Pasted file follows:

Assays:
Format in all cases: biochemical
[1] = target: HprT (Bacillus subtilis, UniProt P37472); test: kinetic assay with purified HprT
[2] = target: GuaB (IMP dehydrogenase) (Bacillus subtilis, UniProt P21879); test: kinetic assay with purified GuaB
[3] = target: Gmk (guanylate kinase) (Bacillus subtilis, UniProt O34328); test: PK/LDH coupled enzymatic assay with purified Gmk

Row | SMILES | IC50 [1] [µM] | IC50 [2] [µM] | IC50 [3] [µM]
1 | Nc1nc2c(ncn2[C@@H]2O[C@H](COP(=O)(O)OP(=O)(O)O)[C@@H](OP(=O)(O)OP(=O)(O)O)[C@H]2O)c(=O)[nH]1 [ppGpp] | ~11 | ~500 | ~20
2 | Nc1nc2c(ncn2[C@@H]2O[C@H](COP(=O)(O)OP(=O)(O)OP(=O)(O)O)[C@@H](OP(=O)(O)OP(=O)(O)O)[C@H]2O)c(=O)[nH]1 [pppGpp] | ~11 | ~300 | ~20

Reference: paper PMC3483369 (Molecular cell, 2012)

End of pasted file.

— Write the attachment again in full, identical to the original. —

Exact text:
Assays:
Format in all cases: biochemical
[1] = target: HprT (Bacillus subtilis, UniProt P37472); test: kinetic assay with purified HprT
[2] = target: GuaB (IMP dehydrogenase) (Bacillus subtilis, UniProt P21879); test: kinetic assay with purified GuaB
[3] = target: Gmk (guanylate kinase) (Bacillus subtilis, UniProt O34328); test: PK/LDH coupled enzymatic assay with purified Gmk

Row | SMILES | IC50 [1] [µM] | IC50 [2] [µM] | IC50 [3] [µM]
1 | Nc1nc2c(ncn2[C@@H]2O[C@H](COP(=O)(O)OP(=O)(O)O)[C@@H](OP(=O)(O)OP(=O)(O)O)[C@H]2O)c(=O)[nH]1 [ppGpp] | ~11 | ~500 | ~20
2 | Nc1nc2c(ncn2[C@@H]2O[C@H](COP(=O)(O)OP(=O)(O)OP(=O)(O)O)[C@@H](OP(=O)(O)OP(=O)(O)O)[C@H]2O)c(=O)[nH]1 [pppGpp] | ~11 | ~300 | ~20

Reference: paper PMC3483369 (Molecular cell, 2012)